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Reviews in Medical Microbiology:
doi: 10.1097/MRM.0b013e328358ac88
Original Articles

Shigatoxigenic Escherichia coli in Australia: a review

Bettelheim, Karl A.a; Goldwater, Paul N.b,c

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Author Information

aRetired, Southgate, London, UK

bDepartment of Microbiology and Infectious Diseases, SA Pathology at the Women's and Children's Hospital

cSchool of Paediatrics and Reproductive Health, University of Adelaide, North Adelaide, South Australia, Australia.

Correspondence to Paul N. Goldwater, Department of Microbiology and Infectious Diseases, SA Pathology at the Women's and Children's Hospital, 72 King William Road, North Adelaide, SA 5006, Australia. Tel: +61 8 81617432; fax: +61 8 81616882; email: paul.goldwater@health.sa.gov.au

Received 24 June, 2012

Accepted 30 July, 2012

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Abstract

Shigatoxigenic Escherichia coli (STEC) belonging to O serogroup O157 are predominantly reported in many parts of the world; this appears not to be the case in Australia, where other serogroups, especially O111, are more common. In this review, the incidence of human STEC infections in Australia from the first reported cases until today is reviewed. In this review, the extensive simultaneous studies on domestic food animals and the incidence of STEC in these animals are discussed in relation to human infections.

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Introduction

Although shigatoxigenic Escherichia coli (STEC) were first described in 1977 [1], the importance of shiga toxins has been recognized for over a century [2,3]. The toxin described by these early studies was produced by strains called at the time bacterium Shiga and now known as Shigella dystenteriae type 1. For many years, this toxin was considered an orphan toxin in that it did not appear to play a role in the clinical condition of dysentery until the observations from Switzerland [4] over 50 years later linked this toxin to haemolytic uraemic syndrome (HUS). Although taxonomists realized for many years that the genera Shigella and Escherichia are closely related and some have even suggested that they should be combined into one genus, it took over 20 years to realize that E. coli can also produce this toxin [1].

It then took another 2 years until STEC were described in association with human disease first in the United Kingdom [5] and shortly afterwards in New Zealand [6]. The older literature suggested that STEC infections may well have occurred previously, given that an epidemic in the early 1950s was caused by E. coli O111 but its significance was not recognized [7], although it has played an important role in later outbreaks both in Australia and other countries.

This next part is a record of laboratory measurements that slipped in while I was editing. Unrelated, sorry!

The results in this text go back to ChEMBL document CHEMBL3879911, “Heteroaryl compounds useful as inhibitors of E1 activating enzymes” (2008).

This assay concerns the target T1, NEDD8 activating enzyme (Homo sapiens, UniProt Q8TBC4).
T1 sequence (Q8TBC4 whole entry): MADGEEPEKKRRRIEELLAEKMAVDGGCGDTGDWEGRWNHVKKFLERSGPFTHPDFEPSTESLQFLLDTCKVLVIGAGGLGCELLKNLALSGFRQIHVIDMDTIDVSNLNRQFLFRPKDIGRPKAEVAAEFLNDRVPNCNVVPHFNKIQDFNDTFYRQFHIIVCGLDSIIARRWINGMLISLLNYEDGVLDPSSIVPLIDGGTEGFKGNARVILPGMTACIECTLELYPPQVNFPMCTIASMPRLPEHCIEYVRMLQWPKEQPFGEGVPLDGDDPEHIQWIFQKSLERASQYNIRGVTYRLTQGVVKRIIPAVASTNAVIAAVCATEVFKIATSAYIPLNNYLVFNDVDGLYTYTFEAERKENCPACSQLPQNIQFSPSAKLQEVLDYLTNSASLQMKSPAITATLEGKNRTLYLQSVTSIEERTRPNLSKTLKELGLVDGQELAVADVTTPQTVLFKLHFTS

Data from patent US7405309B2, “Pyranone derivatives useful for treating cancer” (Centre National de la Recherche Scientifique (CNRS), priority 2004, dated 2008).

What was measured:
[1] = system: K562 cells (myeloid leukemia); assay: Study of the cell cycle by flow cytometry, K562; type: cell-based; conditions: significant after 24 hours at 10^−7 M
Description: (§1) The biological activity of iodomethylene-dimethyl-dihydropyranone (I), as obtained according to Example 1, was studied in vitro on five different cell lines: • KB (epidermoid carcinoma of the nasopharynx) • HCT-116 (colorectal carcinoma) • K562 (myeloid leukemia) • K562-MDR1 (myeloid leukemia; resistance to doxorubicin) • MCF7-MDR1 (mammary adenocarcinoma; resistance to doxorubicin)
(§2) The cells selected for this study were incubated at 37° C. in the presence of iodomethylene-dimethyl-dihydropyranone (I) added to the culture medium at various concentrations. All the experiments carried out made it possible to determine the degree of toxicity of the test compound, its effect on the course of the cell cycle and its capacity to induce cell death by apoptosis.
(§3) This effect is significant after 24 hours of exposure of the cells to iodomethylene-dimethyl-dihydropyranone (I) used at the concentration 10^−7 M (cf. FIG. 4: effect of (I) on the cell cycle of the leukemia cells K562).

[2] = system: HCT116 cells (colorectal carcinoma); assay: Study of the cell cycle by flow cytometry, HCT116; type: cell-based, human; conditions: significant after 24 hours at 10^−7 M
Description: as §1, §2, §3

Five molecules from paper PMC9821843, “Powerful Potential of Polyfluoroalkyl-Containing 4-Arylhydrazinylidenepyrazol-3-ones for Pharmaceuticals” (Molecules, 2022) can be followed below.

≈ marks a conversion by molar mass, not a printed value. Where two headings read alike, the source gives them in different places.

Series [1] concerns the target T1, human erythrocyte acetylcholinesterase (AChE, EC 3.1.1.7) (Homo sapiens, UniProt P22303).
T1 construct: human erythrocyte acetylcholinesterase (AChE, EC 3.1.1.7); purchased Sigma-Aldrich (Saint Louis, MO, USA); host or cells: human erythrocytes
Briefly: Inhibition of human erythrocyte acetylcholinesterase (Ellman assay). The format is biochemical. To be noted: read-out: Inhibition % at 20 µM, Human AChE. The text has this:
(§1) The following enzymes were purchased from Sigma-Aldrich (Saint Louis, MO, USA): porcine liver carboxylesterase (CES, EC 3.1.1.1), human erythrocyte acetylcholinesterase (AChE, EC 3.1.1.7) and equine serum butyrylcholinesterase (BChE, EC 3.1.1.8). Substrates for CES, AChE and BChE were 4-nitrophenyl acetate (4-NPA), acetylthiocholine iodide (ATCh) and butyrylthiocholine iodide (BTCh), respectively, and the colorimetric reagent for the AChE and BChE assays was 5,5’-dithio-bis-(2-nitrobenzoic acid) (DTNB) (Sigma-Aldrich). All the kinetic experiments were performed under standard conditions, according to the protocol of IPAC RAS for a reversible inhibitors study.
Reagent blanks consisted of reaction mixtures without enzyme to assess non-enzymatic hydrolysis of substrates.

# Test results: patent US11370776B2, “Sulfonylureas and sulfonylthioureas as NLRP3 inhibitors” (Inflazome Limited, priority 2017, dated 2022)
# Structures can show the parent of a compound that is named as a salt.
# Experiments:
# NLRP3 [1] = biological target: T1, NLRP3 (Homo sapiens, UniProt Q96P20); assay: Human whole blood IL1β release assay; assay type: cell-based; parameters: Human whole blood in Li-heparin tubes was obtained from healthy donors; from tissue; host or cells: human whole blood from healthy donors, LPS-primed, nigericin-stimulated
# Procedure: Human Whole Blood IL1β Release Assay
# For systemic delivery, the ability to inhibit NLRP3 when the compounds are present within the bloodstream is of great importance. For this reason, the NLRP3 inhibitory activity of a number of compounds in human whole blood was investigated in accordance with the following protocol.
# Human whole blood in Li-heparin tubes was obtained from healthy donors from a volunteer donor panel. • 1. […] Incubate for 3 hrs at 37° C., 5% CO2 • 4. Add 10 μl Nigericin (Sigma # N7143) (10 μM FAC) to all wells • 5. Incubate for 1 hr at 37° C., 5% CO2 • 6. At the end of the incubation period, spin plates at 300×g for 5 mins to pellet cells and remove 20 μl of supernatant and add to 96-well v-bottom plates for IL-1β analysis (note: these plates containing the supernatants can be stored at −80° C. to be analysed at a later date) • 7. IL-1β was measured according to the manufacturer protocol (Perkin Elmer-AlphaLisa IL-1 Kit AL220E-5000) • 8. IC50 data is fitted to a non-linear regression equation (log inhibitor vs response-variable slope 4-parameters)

Shortly thereafter, two outbreaks followed in the USA associated with consumption of hamburgers and the causative organisms were strains of STEC described by the authors as ‘a rare Escherichia coli serotype’, that is O157:H7 [8]. Some years later, retrospective studies showed that this serotype probably emerged in South American cattle [9]. As a result of the original observations [1], which showed that the toxin affected vero cells, it is also known as verotoxin. Thereafter, ‘verocytoxigenic’ (VTEC) and shigatoxigenic (STEC) became interchangeable terms.

One of the features of these strains of STEC O157 was that they lacked the ability to ferment sorbitol and a selective medium based on this observation was developed [10]. Further selective media for this serotype followed and are in regular use in many laboratories around the world [11–13]. This has led to the conclusion that the O157 STEC are the only STEC, which could and therefore should be sought in clinical specimens and, thus, the non-O157 STEC, which in some cases can be as virulent as the O157 strains, have been largely ignored. Accompanying the discovery that there are strains of sorbitol-fermenting O157 STEC [14], new light was shed on the importance of looking for all STEC and not relying on tests for only one E. coli serogroup, based on nonfermentation of sorbitol.

Subsequent studies had shown that there are two distinct shiga toxins and that STEC may carry one or both of these [15–17]. Despite a number of reports coming from around the world on the importance of non-O157 STEC associated with human disease including HUS [18–20], many laboratories have still not realized the importance of these pathogens and hence they remain underreported. Serological [15–17,21,22] and molecular [23–25] techniques are available to test for and identify these pathogens and, thus, it is surprising that these have not been used more frequently.

Nevertheless, non-O157 STEC, especially O26:H11 and O111:H-, have been regularly described from sporadic cases and outbreaks, initially by the few laboratories that were aware of their importance. Examples of such reports include O111:H− in Italy [26]; O111:H2 in Germany [26]; O103:H2 in France [27], the United States [28] and Germany [29]; O145:H5 in Japan [30]; and O104:H21 [31] and O111:H8 [32] in the United States. Finally to this list of examples has to be added the 2011 outbreak centred in Germany but which spread globally involving STEC O104:H4, which also had the characteristics of enteroaggregative E. coli[33].

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The situation in Australia